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We decided to do “The Goblin’s Lair” hike while we were in the park. The hike is 4 km long and has about 50 metres (165 feet) of elevation differential. At the end of the hike there is a cave area you can climb into, which I decided to do, but my dad stayed back in case I got injured as it was fairly difficult climbing down into the cave.

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It was time to check into our hotel for the night. We stayed at The Snuggle Inn in Loa, Utah for $120 CDN. We had the entire hotel to ourselves. Dinner was at the wonderful restaurant that I don’t remember the name of, but a quick look on google maps shows that it no longer exists.

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The next morning we had breakfast at The Country Café. the owner was very nice and it was funny because he was mad that his son was late showing up to work and when his son did show up to work he just took money from the till and left. The food was pretty good though!

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Today we drove towards Las Vegas with a few stops along the way including Zion National Park. It was absolutely pouring rain in Zion National Park so we just got out of the car to take a few photos, before continuing on to Las Vegas.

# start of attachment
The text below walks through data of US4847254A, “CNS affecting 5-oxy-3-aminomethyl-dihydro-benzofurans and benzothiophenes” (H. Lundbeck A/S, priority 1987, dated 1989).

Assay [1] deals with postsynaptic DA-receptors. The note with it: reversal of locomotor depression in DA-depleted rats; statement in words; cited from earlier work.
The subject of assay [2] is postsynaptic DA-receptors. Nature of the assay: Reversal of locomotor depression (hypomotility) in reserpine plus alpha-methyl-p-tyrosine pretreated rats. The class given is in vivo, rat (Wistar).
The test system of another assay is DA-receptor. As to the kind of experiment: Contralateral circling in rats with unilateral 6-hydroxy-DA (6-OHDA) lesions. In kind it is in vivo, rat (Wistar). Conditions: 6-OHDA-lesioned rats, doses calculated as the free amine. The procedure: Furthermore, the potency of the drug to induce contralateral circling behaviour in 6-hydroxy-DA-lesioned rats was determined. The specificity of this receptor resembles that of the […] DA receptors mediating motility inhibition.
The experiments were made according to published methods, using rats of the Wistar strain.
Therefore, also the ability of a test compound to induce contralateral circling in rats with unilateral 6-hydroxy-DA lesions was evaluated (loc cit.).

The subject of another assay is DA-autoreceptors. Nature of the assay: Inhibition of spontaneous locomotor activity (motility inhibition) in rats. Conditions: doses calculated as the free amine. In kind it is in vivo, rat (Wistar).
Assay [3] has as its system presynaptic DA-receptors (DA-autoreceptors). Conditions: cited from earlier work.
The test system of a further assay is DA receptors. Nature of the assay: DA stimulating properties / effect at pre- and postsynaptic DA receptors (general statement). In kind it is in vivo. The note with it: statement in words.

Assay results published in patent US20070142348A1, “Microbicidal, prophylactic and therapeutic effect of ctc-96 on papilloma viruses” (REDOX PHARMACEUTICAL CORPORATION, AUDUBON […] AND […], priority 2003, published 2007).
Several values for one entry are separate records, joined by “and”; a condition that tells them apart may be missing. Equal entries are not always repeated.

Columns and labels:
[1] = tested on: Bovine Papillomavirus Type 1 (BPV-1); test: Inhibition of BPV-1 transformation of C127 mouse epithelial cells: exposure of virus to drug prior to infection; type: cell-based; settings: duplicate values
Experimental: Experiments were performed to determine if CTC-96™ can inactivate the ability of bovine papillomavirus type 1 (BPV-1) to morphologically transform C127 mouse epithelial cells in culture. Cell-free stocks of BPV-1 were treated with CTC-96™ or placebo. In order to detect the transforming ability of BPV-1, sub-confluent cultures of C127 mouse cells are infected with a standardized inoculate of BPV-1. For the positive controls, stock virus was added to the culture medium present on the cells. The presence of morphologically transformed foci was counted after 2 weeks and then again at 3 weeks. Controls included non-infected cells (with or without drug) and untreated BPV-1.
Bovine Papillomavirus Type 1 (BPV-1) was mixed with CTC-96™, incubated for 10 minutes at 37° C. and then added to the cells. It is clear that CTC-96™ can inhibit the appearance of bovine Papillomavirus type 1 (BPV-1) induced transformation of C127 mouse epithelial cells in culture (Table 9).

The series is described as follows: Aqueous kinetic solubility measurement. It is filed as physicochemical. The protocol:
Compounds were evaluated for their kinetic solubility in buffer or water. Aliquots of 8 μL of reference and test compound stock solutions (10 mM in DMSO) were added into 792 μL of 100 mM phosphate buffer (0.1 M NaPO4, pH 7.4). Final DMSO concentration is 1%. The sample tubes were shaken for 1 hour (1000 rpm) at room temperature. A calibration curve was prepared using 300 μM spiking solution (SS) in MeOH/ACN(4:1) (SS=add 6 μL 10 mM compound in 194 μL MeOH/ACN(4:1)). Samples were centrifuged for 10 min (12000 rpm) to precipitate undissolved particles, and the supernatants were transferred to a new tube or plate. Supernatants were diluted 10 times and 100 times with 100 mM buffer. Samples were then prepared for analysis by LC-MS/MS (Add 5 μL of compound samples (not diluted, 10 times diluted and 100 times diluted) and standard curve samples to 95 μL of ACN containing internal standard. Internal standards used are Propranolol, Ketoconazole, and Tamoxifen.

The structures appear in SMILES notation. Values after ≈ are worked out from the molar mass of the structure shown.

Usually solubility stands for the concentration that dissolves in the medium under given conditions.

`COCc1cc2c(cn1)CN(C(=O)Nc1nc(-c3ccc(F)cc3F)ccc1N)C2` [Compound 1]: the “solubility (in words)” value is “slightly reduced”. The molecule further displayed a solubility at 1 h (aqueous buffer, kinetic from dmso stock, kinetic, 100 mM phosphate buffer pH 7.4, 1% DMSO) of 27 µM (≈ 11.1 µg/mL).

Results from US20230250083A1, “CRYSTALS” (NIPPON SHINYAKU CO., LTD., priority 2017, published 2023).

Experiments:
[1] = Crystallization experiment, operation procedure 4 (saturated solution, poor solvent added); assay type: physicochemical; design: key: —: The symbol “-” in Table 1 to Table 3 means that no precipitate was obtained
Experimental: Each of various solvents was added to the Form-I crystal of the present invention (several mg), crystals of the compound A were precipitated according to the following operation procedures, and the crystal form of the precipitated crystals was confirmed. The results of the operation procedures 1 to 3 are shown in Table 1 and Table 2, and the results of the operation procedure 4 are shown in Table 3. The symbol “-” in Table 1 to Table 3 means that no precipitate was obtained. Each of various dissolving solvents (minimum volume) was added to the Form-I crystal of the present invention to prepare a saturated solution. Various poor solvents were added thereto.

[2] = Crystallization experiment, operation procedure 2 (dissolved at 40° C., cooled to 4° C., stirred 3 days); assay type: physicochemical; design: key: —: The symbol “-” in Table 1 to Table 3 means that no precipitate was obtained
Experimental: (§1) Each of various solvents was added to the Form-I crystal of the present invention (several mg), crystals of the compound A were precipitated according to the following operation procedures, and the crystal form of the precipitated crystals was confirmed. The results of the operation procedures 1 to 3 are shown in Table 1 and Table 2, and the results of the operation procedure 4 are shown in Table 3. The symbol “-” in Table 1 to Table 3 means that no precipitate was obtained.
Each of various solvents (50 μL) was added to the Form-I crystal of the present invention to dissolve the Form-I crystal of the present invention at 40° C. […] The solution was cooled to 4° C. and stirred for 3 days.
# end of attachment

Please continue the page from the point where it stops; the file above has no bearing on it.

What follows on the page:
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After arriving in Las Vegas Dad and I checked into the Luxor Hotel for the next 2 nights. Rooms were only $40 CDN per night so we both got our own room. He was starting to not feel too well so he ended up having a nap and I explored the hotel and the Las Vegas streets.

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The next day Dad and I went for breakfast at a restaurant outside of Planet Hollywood, but that restaurant no longer exists, and I can’t find the name of it online.

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After breakfast we visited The Auto Collections car museum at the LINQ Hotel, formerly the Imperial Palace. Sadly, the museum shut down at the end of 2017. I’m very fortunate to have seen this museum 3 times since 2013.2017-09-01 USA 3882017-09-01 USA 3892017-09-01 USA 3922017-09-01 USA 3942017-09-01 USA 3972017-09-01 USA 4002017-09-01 USA 4102017-09-01 USA 4112017-09-01 USA 4122017-09-01 USA 418

We spent the afternoon relaxing at the hotel, and even did some gambling, making a 50% profit on the $20 we initially invested. Dad still wasn’t feeling well so I decided to go to the Neon Museum by myself in the evening. The Neon Museum features signs from old casinos and other businesses from the Las Vegas area. The main feature is the fully restored lobby shell from the defunct La Concha Motel as it’s main visitor center. The Neon Museum opened on October 27th 2012.

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One the final day of our trip we went to the Carroll Shelby Museum before doing some plane spotting, and then catching our flight home. The Carroll Shelby Museum, which functions three-fold as the Headquarters, a Museum, and the actual production facility.